The Forest Service and the National Forest Foundation (NFF) are planning to host several meetings with existing and potential supporters of the Angeles National Forest to determine public interest in forming a Friends of the Angeles organization. The meetings will be held during the last week of April in three locations. A CORBA representative will be attending, and we hope to see other mountain bikers and multi-use trail advocates attend as well.

During the course of each meeting, there will be talk about the challenges the Angeles National Forest faces–particularly in light of the Station Fire–and how a Friends group could help. There will be a discussion of what form such a group might take, what supportive activities it might take on, and the steps involved in creating the organization.

All users of the Angeles National Forest to attend one of these sensing sessions, both to provide input and also to hear what others have to say. These meetings will provide an opportunity for us to share what we are already doing as “friends” of the Angeles, and how our efforts may be helped by an official Friends organization.

The information gathered at the meetings will be used to shape a Friends group that truly meets the needs and passions of all who care about the well-being of the Angeles National Forest.

Other similar groups can be found in the Inyo National Forest (Friends of the Inyo) and the San Bernadino National Forest (San Bernadino National Forest Association). The National Park Service has a web page with information on how to start a Friends group at

If you have questions about the meeting, call Kathy Peterson, the partnership coordinator for the forest at 626-437-5789.

Meetings will be held:

Tuesday, April 26, 2011, 6:30 pm – 8:30 pm
Angeles National Forest Supervisor’s Office, 701 N. Santa Anita Ave, Arcadia, CA 91006.

Wednesday, April 27, 2011, 6:30 pm. – 8:30 pm
Big Pines Information Center, Angeles Crest Highway (Hwy 2), Wrightwood, CA 92397.

Thursday, April 28, 2011, 6:30 pm – 8:30 pm
San Gabriel Canyon Gateway Center, 1990 North San Gabriel Canyon Road (Hwy 39), Azusa, CA 91702

FHA Plans for Mueller Tunnel, Mt. Lowe Fire Road

Monday, January 24th, 2011

Mueller Tunnel 2006, Mount Lowe fire roadThe Mueller Tunnel has long been a right-of-passage for many mountain bikers riding the outstanding front country trails of the Angeles National Forest.  It is near Eaton Saddle along the Mount Lowe Truck Trail. The tunnel was closed after a landslide almost sealed the western end of the tunnel in 2009. The area has experienced many rock slides over the years. The steep, rocky terrain above the tunnel and fire road remain unstable and unsafe.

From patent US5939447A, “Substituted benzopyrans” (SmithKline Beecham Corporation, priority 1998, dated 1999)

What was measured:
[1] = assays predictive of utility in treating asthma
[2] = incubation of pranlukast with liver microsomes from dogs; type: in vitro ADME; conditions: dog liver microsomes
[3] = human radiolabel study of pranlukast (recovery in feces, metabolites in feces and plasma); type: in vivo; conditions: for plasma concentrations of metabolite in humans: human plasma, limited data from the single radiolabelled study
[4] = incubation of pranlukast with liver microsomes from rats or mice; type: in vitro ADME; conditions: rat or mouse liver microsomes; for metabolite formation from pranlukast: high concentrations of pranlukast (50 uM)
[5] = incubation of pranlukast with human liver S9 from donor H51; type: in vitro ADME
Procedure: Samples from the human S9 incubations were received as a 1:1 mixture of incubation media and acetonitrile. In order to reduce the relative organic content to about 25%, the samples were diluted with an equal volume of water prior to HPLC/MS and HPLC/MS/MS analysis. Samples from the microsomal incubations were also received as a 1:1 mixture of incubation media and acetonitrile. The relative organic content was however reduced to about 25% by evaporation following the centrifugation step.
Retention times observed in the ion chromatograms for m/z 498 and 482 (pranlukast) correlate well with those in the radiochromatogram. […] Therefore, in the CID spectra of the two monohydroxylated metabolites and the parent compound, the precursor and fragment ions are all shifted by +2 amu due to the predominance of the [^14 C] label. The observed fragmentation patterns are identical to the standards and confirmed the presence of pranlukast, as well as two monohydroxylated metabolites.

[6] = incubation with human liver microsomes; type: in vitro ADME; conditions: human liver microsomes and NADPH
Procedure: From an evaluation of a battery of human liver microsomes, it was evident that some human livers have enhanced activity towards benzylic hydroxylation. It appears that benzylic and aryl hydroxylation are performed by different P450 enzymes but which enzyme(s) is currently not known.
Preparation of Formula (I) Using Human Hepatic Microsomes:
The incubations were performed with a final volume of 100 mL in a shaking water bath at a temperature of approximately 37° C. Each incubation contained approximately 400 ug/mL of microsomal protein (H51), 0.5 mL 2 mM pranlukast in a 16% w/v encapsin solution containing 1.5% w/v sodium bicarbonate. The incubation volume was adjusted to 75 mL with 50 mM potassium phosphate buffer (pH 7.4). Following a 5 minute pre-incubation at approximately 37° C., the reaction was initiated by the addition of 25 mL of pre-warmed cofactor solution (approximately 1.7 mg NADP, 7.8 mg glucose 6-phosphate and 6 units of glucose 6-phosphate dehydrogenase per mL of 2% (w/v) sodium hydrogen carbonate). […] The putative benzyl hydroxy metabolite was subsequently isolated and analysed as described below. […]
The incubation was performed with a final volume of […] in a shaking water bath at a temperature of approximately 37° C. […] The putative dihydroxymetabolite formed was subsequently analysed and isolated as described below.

There has also been significant damage to the retaining walls which support the fire road next to the tunnel. Several years of heavy rain, and the subsequent Station Fire have kept the area closed for some time. In its current condition, the Mount Lowe Fire Road would remain closed even if the Station Fire closure order was removed.

Mt. Lowe Fire Road provides mountain bikers and hikers access to the Mt. Lowe trail, Sam Merrill Trail, Idlehour trail, and was a popular shuttle option from Mt. Wilson road. It was originally constructed in 1942. It also provides volunteer trail crews like CORBA’s convenient access to those trails for trailwork.

The Federal Highway Administration and the Angeles National Forest are proposing to reconstruct a portion of the roadway adjacent to the tunnel, to restore through access for Forest Service and fire fighting vehicles as well as for hiking, mountain biking and equestrian use. The construction would involve a new retaining wall to tie in to what remains of the existing retaining wall. The objective is to restore the fire road to existing roadway widths and stabilize the road.

Mueller Tunner riders, 2006, Mt. Lowe fire roadThe Federal Highway Administration is requesting public feedback on the project.  Feedback should be sent in by March 4, 2011 to Mr. Micah Leadford (HFPM-16), Federal Highway Administration, 12300 West Dakota Avenue, Suite 380, Lakewood, CO 80228 or by email to; by telephone at 720-963-3498.

CORBA will be submitting our feedback in the comings weeks.

Revised Station Fire Closure Order Issued

Saturday, January 22nd, 2011

The forest service has just issued a revised closure order, going into effect tomorrow, January 22, 2011.

The only changes are the opening of the Red Box picnic area and Millard Campground. Though forest visitors will be able to stop, park and picnic at Red Box, all the surrounding trails remain closed. This order is in effect through January 21, 2012. The official notice and a map are available from the Forest Service web site.

According to the Forest Service, the area is still unstable and subject to slides, especially after events like the December storms. Canyons are also subject to flash flooding. Volunteer groups including CORBA have not been allowed to do any additional trailwork in the burn areas since the first rains of the winter season. However, much of the area is showing good signs of recovery.

Highway 2 remains closed between La Canada and Clear Creek, though it is now possible to drive to Red Box and Clear Creek from Upper Big Tujunga Canyon road.  Caltrans has not announced an expected opening date.